3. Be transparent
The issue of relevance is important. Asked about personal information that they were unwilling to share with apparel retailers or brands, 28% of shoppers say that it’s because they don’t see how it’s relevant to their clothes shopping experience – the biggest single cause of concern. The conclusions we reached from our survey are that retailers should be transparent about the reasons for collecting data, and about the benefits it will bring to the customer. Collect only what you need (I can’t remember the last time a retailer phoned me, but they always ask for my phone number), make good on your promises, and people will be more comfortable sharing it.
4. Be efficient
While only one in seven clothes shoppers finds being asked for data ‘creepy’, you do need to be smart with your data and use it to improve their instore shopping experience or online purchase journey – they are savvy enough to suspect someone is taking advantage. Consumers will welcome advice and support when they choose to engage with you, but they don’t want to feel as if they are constantly being marketed at. The primary concern of one in six people is that the data you collect will be passed on to third parties.
5. Be consistent
Finally, ensure you are consistent in store and online. Aim to be known for the individual and personalised experience you offer customers across all your channels. This means being able to access a customer’s details when they enter your store to offer advice on items that will be of interest, as well as emails that contain items based on their fit preferences and an online account that only shows styles of interest.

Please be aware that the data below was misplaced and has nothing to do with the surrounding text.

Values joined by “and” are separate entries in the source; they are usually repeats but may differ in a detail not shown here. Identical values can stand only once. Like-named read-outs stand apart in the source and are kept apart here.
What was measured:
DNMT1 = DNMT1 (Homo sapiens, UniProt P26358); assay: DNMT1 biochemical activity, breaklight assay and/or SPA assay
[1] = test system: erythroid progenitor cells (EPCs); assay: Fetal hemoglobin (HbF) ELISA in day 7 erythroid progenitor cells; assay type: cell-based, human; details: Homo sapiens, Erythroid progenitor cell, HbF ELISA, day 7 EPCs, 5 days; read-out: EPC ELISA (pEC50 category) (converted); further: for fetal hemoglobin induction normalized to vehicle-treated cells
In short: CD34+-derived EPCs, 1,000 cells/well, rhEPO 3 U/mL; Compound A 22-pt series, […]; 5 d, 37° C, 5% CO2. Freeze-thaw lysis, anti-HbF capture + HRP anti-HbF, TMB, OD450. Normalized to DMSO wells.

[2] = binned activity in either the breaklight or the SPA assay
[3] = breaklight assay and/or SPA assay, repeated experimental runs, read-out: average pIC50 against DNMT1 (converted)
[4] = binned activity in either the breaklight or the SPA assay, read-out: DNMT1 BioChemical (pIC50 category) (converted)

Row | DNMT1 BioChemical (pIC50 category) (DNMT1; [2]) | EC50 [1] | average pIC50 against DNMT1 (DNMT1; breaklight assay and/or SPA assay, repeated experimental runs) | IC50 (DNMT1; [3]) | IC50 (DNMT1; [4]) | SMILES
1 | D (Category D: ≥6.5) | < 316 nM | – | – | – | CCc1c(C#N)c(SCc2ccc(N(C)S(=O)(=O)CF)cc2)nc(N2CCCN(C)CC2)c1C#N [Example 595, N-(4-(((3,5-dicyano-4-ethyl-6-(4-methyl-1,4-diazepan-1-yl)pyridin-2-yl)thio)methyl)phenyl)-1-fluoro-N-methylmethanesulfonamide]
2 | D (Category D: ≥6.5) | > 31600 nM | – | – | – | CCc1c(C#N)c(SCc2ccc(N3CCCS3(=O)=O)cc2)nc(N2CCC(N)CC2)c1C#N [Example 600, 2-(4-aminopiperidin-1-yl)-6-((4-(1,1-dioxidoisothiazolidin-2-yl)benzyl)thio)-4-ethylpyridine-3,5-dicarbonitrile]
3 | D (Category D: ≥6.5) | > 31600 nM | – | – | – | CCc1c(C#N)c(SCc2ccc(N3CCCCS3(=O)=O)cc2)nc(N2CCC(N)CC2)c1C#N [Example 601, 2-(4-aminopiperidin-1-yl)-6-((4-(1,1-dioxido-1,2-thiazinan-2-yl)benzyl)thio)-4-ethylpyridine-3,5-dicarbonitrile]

While this is far from straightforward, still, our survey offered significant encouragement to retailers wondering how mobile devices can play a part: three in ten shoppers said they would be happy to make available their shopping profile via their smartphone or tablet so in-store staff could serve them more efficiently, while only four in ten express discomfort with that idea.
Amazon’s ‘similar product recommendations’ was the first step into ‘personalisation’ which has seen great success, boosting sales by anywhere between 10% and 30%, and apparel brands have tried to emulate this. Many brands have come a long way in the last year to improve personalisation, there is still a long way to go. However, by focussing on the fit preferences of the customer, rather than ‘previously bought’ items, you will be able to offer an even more targeted service, encouraging even more sales and increasing loyalty and reputation.
By Stuart Simms, CEO, Fits.me
Fits.me’s report – Knowing Them, Knowing You:
Shopper perspectives on engagement, loyalty and personalisation in apparel retail – is the source of the statistics referenced in this article.